culture, history, literature, Personal story

NEW BOOK! Thirteen Ways of Looking at a Bureaucrat

My new book, Thirteen Ways of Looking at a Bureaucrat, is now out!

Thirteen Ways of Looking at a Bureaucrat: Writing on Governing, is both memoir and essay collection. I think it breaks new ground because lowly, literary failed bureaucrats, like me, don’t publish memoirs. It will change how you see government, politics, working life, and bureaucrats. I reflect on politics, government, power, and the most challenging social and political issues of our time, from democracy to political crisis, from mental health to child sexual abuse, and from alcohol to the pandemic. It includes updated and revised posts from this and other blogs, together with much other writing that has never before seen the light of day. This book reveals the hidden life of a thinking government official. It will show you how we are governed, and how ordinary virtues can govern democracies better.

You can buy the book as an ebook or paperback at Amazon, and other retailers such as Booktopia, Barnes and Noble, and Kobo. Prices vary… I don’t know why.

Over the next 13 workweek days I will provide little snippets here to give you a taste of each chapter of the book, each of the thirteen ways of looking at a bureaucrat.

Day Three of Thirteen Days of Looking at a Bureaucrat

The third chapter of Thirteen Ways of Looking at a Bureaucrat is the title essay, ‘Thirteen Ways of Looking at a Bureaucrat’. It plays with Wallace Stevens’ poem ‘Thirteen Ways of Looking at a Blackbird’, and seeks to open up the reader’s mind to the many unexpected, even poetic ways you can look at this plain, humble, even despised personality, the bureaucrat.

I wrote on day one that I wrote this book in response to finding no good books on bureaucracy. Here is a brief excerpt from the book that expands on why I turned to Wallace Stevens to help me.

But these representations of life in the bureaucracy have never really registered with me as genuine engagements with the life of the mind as it is practised in our government offices. Yet, it is that very culture, with its foibles, traps and few moments of genius, that I have dedicated the greater part of my working life to. It is that life of the mind in which I have experienced problems as deep, ethical dilemmas, and in which I have made thorny, practical judgements as meticulous as any second-rate university research seminar. But the world would not know this, because bureaucrats do not write essays.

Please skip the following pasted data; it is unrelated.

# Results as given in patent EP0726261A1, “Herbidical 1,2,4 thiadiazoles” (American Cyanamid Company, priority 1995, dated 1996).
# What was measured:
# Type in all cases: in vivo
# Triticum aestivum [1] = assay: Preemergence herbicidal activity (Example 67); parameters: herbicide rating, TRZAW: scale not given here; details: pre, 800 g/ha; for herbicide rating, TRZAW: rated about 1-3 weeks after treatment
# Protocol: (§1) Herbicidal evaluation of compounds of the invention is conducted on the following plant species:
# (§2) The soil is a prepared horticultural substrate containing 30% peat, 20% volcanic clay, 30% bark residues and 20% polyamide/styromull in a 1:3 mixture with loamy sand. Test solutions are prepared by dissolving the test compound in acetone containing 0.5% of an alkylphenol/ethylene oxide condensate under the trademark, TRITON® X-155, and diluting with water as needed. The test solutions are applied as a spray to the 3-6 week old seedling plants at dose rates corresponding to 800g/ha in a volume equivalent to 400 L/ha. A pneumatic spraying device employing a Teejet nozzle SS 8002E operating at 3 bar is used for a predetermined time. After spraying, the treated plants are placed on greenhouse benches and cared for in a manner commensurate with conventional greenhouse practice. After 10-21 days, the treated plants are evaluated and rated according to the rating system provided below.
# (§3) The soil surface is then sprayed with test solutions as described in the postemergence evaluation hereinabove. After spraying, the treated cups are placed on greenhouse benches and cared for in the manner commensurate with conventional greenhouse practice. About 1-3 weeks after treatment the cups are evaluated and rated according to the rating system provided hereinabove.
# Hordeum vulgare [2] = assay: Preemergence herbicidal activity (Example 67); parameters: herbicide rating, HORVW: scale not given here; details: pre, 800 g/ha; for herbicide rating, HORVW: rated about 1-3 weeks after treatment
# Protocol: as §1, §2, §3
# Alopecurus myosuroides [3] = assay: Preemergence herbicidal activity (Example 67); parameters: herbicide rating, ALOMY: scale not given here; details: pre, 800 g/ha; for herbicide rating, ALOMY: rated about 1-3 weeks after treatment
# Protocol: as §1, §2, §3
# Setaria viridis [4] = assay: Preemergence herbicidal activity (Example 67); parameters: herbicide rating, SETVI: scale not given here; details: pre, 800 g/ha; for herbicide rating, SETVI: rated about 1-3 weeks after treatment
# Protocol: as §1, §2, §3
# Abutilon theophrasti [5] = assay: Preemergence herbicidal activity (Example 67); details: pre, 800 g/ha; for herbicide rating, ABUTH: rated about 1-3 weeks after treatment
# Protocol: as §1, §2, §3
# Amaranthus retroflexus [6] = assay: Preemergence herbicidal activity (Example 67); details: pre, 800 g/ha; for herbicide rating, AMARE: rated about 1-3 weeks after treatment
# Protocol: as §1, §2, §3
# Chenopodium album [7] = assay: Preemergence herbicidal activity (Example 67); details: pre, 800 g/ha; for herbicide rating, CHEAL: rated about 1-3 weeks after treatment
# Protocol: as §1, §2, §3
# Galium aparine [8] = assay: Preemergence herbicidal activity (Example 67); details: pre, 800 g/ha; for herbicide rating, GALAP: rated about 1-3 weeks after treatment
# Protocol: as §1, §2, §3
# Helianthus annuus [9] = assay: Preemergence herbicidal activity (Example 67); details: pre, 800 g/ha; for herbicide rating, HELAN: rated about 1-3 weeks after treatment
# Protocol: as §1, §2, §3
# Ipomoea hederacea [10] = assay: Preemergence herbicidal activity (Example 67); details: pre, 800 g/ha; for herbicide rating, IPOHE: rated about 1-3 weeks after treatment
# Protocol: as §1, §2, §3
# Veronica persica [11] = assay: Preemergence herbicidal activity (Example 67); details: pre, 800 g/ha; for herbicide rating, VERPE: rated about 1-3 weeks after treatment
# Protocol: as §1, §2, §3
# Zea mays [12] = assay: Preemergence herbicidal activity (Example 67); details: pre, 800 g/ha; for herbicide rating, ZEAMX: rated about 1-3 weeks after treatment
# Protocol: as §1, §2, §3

So maybe they should, and maybe I should, and maybe I have already begun. Adam Phillips is an inspiration to me in this task, this attempt, this essay, in more ways than one. He has stepped outside the sterile code of his profession and lifted from its place, discarded on the floor, one of the traditions that exceed the profession’s histories. After all, Freud was a great essayist, perhaps a greater essayist than a psychologist (the opposite may be said of his disciple, turned rival, Carl Jung). And within my profession – with some flexible interpretation of its boundaries across a long and diverse global history – there have been some great essayists, some great investigators of the human spirit as it is tested in the public life of the mind. There are the Chinese ancients for a start. Confucius was, after all, a public official dismayed at the demoralisation of conduct in public office, who roamed the country for years with his teachings that sought to inspire a nobler spirit of duty. There were the great Byzantine scholar-bureaucrats. Indeed, there is the extraordinary Anna Comnena and her portrait of her father, Alexiad. There is Francis Bacon; although we might grant him the title of statesman and grandee, still government official he was. His essays speak still across the centuries to the peculiar obligations, duties and privileges of the bureaucrat who offers advice to a modern-day prince. “The greatest trust, between man and man,” Bacon wrote around 1600 “is the trust of giving counsel.”